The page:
This star, 61 Cygni, isn’t one of the brightest stars. In fact, it takes some effort just to find it, because it is not much brighter than the faintest stars visible to the unaided human eye. It is, however, among the most important of stars visible without optical aid. That’s because it has one of the largest proper motions – that is, sideways motion along our line of sight – of any star in our sky.
Its large proper motion has given 61 Cygni the nickname Flying Star.
Why does 61 Cygni have such a large proper motion? Think about two people who are running, one near you, and the other farther away. In contrast to the more distant landscape, the person closer to you would appear to cover more ground – more objects would pass behind him – than the person farther away.
In a similar way, the very distant stars appear “fixed” in relationship to each other. They’re actually all moving through space, but most are so far away that we can’t see them move. 61 Cygni is different. It moves relatively rapidly in front of the fixed stars because 61 Cygni is relatively near Earth. It is one of the closest stars to our sun and Earth.
While not the closest star to the sun (that honor goes to the Alpha Centauri system), 61 Cygni is just 11.4 light-years distant. That makes it the fourth-closest star visible to the unaided eye, after Alpha Centauri, Sirius, and Epsilon Eridani.
61 Cygni’s motion across our sky can’t be easily detected with the eye alone over the span of a human lifetime. Astronomers discovered its large proper motion via careful observation.
Science of 61 Cygni. This star is classified as a K2V, which means that it is an orange (K2) “main sequence” (V) star.
61 Cygni isn’t just one star. It’s a binary star, whose double nature cannot be seen with the eye alone. There is a pair of K-type dwarf stars in the single point of light we see as 61 Cygni. They orbit each other with a period of about 659 years.
From hottest to coolest, the spectral sequence is OBAFGKM, with the sun being a yellow G type star, compared to the two K-type components of 61 Cygni. Even taken together, the two stars of 61 Cygni cannot match our local star in total energy output.
61 Cygni in history. 61 Cygni boasts no role in classical mythology. Being barely visible to the eye, the ancients apparently left no written reference to it at all. But its role in the history of astronomy is assured.
As early as the late 1700s, astronomers recognized that its apparent motion among the stars is far greater than the average. Although this motion would take centuries to notice with the unaided eye, telescopic observations revealed a motion so startling that 61 Cygni earned the nickname the Flying Star.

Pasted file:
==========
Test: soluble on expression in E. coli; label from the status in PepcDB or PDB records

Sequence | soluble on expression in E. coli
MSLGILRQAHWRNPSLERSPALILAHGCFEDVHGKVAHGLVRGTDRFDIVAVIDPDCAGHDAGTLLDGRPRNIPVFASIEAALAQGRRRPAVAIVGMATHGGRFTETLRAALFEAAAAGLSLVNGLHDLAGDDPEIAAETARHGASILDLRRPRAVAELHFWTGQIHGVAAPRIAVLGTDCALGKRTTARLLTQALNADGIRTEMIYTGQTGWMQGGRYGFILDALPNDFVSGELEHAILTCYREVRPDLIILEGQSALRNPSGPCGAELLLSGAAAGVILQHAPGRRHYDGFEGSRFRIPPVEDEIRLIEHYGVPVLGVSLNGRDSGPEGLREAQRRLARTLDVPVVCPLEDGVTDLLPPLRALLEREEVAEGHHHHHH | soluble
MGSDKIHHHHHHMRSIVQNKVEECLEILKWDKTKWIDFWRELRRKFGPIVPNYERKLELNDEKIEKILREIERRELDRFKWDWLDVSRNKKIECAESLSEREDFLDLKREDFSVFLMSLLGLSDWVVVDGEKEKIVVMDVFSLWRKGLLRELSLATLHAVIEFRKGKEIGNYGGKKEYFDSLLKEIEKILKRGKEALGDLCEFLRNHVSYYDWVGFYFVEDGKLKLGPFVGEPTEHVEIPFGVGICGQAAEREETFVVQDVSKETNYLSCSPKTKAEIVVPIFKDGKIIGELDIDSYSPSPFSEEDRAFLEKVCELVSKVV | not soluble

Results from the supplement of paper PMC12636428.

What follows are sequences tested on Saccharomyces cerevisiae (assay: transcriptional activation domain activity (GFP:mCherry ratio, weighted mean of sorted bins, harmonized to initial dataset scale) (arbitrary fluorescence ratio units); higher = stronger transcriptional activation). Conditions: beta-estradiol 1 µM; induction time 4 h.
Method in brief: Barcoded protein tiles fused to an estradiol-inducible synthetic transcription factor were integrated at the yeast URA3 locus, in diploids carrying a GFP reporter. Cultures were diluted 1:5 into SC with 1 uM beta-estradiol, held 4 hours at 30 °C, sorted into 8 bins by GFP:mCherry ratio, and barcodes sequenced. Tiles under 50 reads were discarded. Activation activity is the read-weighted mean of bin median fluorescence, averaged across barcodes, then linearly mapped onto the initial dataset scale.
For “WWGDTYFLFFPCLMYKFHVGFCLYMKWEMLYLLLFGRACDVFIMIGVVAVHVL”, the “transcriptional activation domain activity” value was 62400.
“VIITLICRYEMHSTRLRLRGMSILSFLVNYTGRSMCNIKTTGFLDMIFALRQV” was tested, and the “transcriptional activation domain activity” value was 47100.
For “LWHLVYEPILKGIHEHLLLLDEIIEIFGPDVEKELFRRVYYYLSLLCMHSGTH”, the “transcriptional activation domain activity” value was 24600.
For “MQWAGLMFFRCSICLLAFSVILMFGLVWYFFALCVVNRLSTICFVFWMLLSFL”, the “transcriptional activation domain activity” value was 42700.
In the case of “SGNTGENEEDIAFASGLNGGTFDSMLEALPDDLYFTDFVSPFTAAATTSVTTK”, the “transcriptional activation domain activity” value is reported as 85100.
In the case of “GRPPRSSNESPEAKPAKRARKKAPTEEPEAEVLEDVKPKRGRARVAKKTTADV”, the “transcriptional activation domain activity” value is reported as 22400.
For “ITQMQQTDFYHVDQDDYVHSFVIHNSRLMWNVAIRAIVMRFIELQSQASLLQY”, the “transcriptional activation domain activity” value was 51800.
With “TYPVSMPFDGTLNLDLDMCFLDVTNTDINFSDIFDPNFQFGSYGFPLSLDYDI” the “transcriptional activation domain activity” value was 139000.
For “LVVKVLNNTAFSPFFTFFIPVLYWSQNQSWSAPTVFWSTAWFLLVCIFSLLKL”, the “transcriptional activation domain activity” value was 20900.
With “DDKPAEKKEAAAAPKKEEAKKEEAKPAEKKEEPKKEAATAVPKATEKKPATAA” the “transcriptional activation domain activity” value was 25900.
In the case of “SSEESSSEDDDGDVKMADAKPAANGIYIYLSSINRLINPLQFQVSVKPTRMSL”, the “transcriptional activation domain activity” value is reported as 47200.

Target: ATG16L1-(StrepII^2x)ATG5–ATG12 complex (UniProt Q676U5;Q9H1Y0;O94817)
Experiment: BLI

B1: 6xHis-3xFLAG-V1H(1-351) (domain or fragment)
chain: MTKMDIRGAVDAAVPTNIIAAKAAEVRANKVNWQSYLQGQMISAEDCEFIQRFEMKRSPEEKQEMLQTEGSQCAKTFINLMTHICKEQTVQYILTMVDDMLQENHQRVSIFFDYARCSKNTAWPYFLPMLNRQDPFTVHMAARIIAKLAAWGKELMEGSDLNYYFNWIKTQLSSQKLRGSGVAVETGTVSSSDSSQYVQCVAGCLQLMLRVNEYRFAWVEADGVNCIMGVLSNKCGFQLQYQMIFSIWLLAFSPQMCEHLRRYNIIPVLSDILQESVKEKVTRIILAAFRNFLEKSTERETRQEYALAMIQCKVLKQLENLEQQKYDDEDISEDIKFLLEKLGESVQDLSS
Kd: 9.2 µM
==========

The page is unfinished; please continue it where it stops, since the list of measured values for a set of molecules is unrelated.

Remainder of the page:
Those astronomers knew that its relatively fast motion indicates that the star is astronomically nearby. That fact prompted German astronomer F. W. Bessel to use 61 Cygni as the first star to have its distance measured by observation. As a result it is sometimes called “Bessel’s Star.”
How to see 61 Cygni. 61 Cygni is roughly halfway between two other stars that you can probably identify. The brighter one is Deneb, brightest star in the constellation Cygnus the Swan. The other star is Zeta Cygni (otherwise known as Geinah), the end of the Swan’s east wing. You’ll find 61 Cygni between these two.
Several other similarly dim stars are located nearby, and an accurate star chart is needed to properly identify 61 Cygni. Have fun!
61 Cygni’s position is RA: 21h 06m 51s, dec: +38° 44′ 29″
Bottom line: 61 Cygni is sometimes called the Flying Star. Although it’s not bright, it moves exceptionally rapidly against the background of more distant stars. Its motion reveals its nearness to Earth.
Larry Sessions has written many favorite posts in EarthSky's Tonight area. He's a former planetarium director in Little Rock, Fort Worth and Denver and an adjunct faculty member at Metropolitan State University of Denver. He's a longtime member of NASA's Solar System Ambassadors program. His articles have appeared in numerous publications including Space.com, Sky & Telescope, Astronomy and Rolling Stone. His small book on world star lore, Constellations, was published by Running Press.